A few moons ago I found myself working on a fascinating project in Panama documenting Fritz Hanselmann and his team of underwater archaeologists excavating a 17th century shipwreck. We were looking for ships belonging to the legendary English pirate Captain Henry Morgan. Morgan was on his way to sack Panama City when a storm sank five of his ships at the mouth of the Chagres River – these were the ships we were searching for – but Panama had other plans for the team. Instead of finding Morgan’s ships, we discovered a merchant ship laden with swords, bolts of cloth and other goods.
I was on the project for nearly 30 days – and out of the 30 days – had exactly two where the water was clear enough to shoot. The shipwreck was located very close to the mouth of the Chagres river, and every time it rained, the visibility underwater went to just about zero. Photographically, the project was a great exercise in patience and persistence – gearing up day after day, to be greeted with water that I couldn’t see the end of my arm in.
The great team of researchers made the days fly by, and in the end the currents worked out in my favor for just enough time to capture what needed to be captured.
Stoked to announce one of my images was recently featured on the Nat Geo Creative blog in the post titled A Wave of Emotion. I did not see this perfect heart shape in my camera while taking the image on the island of Molokai, Hawaii – but sure was glad I was pressing the shutter release when this happened!
Wanted to let all Nomadic Photographer readers know that Think Tank photo is running a special for the month of February. If you order a Think Tank camera backpack, you will have a choice of a AppHouse 8 or AppHouse 10 tablet case for free. As always, followers of the Nomadic Photographer get a free item on orders over $50 (clicking the link above will automatically enter the code).
The dance begins again. Packing, unpacking, weighing my bags and double checking my equipment list. I am heading north to Alaska with National Geographic/Lindblad Expeditions for the next three weeks. Most important item besides my cameras? My Xtratuf Boots. Follow my adventure on Instagram @JonathanKingston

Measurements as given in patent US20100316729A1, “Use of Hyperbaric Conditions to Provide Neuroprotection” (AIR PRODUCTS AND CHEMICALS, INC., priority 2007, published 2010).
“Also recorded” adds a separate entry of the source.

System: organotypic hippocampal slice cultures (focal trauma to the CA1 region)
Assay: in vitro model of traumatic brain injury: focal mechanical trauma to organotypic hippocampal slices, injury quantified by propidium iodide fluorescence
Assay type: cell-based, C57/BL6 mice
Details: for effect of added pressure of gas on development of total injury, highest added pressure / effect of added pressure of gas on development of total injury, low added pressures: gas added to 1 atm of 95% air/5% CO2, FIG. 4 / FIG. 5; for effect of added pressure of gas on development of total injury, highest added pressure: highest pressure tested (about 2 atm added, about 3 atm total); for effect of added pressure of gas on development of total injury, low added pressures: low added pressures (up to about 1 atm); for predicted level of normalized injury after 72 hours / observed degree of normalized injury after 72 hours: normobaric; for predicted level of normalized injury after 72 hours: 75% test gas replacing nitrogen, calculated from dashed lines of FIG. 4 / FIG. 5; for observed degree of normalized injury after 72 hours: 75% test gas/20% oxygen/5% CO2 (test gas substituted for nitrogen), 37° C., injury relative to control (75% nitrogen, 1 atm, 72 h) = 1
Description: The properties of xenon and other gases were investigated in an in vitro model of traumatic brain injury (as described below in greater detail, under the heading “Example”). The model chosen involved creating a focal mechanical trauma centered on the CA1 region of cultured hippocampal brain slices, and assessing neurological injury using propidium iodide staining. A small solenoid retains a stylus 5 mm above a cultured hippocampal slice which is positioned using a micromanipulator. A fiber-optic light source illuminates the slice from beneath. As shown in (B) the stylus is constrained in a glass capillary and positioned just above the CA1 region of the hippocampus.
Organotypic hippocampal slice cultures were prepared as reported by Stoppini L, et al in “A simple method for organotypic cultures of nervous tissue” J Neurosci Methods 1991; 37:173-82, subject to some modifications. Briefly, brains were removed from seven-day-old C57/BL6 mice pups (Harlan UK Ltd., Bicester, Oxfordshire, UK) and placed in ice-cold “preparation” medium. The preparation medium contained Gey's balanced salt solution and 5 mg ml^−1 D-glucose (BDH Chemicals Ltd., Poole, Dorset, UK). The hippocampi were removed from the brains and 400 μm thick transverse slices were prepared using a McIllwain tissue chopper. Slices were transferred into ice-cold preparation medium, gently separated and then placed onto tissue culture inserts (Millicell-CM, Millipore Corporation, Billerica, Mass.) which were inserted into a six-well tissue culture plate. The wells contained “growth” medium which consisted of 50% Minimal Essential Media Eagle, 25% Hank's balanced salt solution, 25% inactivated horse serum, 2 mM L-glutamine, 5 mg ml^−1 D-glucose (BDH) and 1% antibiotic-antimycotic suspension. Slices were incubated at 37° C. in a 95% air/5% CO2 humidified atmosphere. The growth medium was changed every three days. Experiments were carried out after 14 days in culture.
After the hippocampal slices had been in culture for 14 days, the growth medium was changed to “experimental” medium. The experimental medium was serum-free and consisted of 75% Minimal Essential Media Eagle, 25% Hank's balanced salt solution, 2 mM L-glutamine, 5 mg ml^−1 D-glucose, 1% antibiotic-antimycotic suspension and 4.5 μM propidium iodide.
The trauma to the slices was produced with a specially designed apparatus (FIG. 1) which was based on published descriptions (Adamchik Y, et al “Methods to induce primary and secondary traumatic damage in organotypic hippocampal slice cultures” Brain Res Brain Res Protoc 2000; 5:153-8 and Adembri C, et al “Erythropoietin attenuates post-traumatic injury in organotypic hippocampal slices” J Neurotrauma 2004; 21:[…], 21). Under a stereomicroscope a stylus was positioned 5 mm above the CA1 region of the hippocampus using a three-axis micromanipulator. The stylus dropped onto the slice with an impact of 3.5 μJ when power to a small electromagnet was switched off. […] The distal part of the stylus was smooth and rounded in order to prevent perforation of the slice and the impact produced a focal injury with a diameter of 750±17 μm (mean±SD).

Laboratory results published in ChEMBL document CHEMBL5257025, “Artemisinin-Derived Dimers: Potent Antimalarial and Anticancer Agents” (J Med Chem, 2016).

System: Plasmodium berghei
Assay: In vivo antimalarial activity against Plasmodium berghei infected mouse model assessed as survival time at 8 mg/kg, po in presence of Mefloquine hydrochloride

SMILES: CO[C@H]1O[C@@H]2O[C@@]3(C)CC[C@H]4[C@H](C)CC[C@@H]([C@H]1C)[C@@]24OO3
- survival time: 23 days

Two and a half years ago I photographed a climate change story for The New York Times at the Mauna Loa Observatory in Hawaii. While on assignment, one of the NOAA scientists was kind enough to give me the tube (pictured below), with a admonition that I should hang on to it – as it is a historical sample of the CO2 levels below 400ppm – probably the last years it will be under this benchmark in our lifetimes. His prediction came to pass this May as the concentration of CO2 in the earths atmosphere passed the 400ppm mark.
A few years ago I had the honor of joining the National Geographic Image Collection as a contributing photographer. Now – For the first time, National Geographic has gathered its expansive archive of still and moving images and its roster of award-winning photographic and filmmaking talent and made them accessible to the creative community in one place, through National Geographic Creative.
National Geographic Creative is an in-house agency that brings together National Geographic’s photography and video stock collection and talent representation agency. The agency licenses National Geographic photography and video to commercial and editorial clients and makes National Geographic talent available for custom marketing campaigns, in branded and non-branded formats. The agency has just launched a fully searchable, intuitive database at NatGeoCreative.com.